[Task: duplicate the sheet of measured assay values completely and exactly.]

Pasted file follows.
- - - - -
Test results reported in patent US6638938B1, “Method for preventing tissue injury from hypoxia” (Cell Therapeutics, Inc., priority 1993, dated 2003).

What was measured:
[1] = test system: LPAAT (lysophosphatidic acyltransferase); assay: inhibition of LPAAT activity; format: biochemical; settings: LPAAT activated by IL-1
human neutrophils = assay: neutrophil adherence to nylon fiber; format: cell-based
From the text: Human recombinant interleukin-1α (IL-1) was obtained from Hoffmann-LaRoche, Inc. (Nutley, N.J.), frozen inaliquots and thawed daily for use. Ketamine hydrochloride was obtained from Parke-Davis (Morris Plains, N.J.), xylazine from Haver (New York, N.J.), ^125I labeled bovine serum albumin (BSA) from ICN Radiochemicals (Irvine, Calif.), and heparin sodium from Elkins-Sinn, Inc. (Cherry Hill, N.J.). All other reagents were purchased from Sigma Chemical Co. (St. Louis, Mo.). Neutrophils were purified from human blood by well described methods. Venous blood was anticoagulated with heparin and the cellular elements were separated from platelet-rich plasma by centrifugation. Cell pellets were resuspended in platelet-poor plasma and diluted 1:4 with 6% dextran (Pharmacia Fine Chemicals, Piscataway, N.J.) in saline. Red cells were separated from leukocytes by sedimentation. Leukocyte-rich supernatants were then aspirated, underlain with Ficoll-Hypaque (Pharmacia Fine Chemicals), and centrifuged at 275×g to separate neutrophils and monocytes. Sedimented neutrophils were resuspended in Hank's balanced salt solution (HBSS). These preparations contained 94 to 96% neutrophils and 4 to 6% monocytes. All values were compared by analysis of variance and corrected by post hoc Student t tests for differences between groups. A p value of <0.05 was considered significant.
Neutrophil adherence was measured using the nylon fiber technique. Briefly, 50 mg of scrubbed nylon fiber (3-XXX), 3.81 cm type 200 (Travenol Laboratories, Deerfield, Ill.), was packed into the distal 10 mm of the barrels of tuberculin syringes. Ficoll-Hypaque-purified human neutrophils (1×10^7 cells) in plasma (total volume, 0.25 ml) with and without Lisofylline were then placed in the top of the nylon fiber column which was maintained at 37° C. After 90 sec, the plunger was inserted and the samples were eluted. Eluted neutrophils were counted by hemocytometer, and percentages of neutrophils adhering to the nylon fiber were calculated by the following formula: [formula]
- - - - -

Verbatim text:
Test results reported in patent US6638938B1, “Method for preventing tissue injury from hypoxia” (Cell Therapeutics, Inc., priority 1993, dated 2003).

What was measured:
[1] = test system: LPAAT (lysophosphatidic acyltransferase); assay: inhibition of LPAAT activity; format: biochemical; settings: LPAAT activated by IL-1
human neutrophils = assay: neutrophil adherence to nylon fiber; format: cell-based
From the text: Human recombinant interleukin-1α (IL-1) was obtained from Hoffmann-LaRoche, Inc. (Nutley, N.J.), frozen inaliquots and thawed daily for use. Ketamine hydrochloride was obtained from Parke-Davis (Morris Plains, N.J.), xylazine from Haver (New York, N.J.), ^125I labeled bovine serum albumin (BSA) from ICN Radiochemicals (Irvine, Calif.), and heparin sodium from Elkins-Sinn, Inc. (Cherry Hill, N.J.). All other reagents were purchased from Sigma Chemical Co. (St. Louis, Mo.). Neutrophils were purified from human blood by well described methods. Venous blood was anticoagulated with heparin and the cellular elements were separated from platelet-rich plasma by centrifugation. Cell pellets were resuspended in platelet-poor plasma and diluted 1:4 with 6% dextran (Pharmacia Fine Chemicals, Piscataway, N.J.) in saline. Red cells were separated from leukocytes by sedimentation. Leukocyte-rich supernatants were then aspirated, underlain with Ficoll-Hypaque (Pharmacia Fine Chemicals), and centrifuged at 275×g to separate neutrophils and monocytes. Sedimented neutrophils were resuspended in Hank's balanced salt solution (HBSS). These preparations contained 94 to 96% neutrophils and 4 to 6% monocytes. All values were compared by analysis of variance and corrected by post hoc Student t tests for differences between groups. A p value of <0.05 was considered significant.
Neutrophil adherence was measured using the nylon fiber technique. Briefly, 50 mg of scrubbed nylon fiber (3-XXX), 3.81 cm type 200 (Travenol Laboratories, Deerfield, Ill.), was packed into the distal 10 mm of the barrels of tuberculin syringes. Ficoll-Hypaque-purified human neutrophils (1×10^7 cells) in plasma (total volume, 0.25 ml) with and without Lisofylline were then placed in the top of the nylon fiber column which was maintained at 37° C. After 90 sec, the plunger was inserted and the samples were eluted. Eluted neutrophils were counted by hemocytometer, and percentages of neutrophils adhering to the nylon fiber were calculated by the following formula: [formula]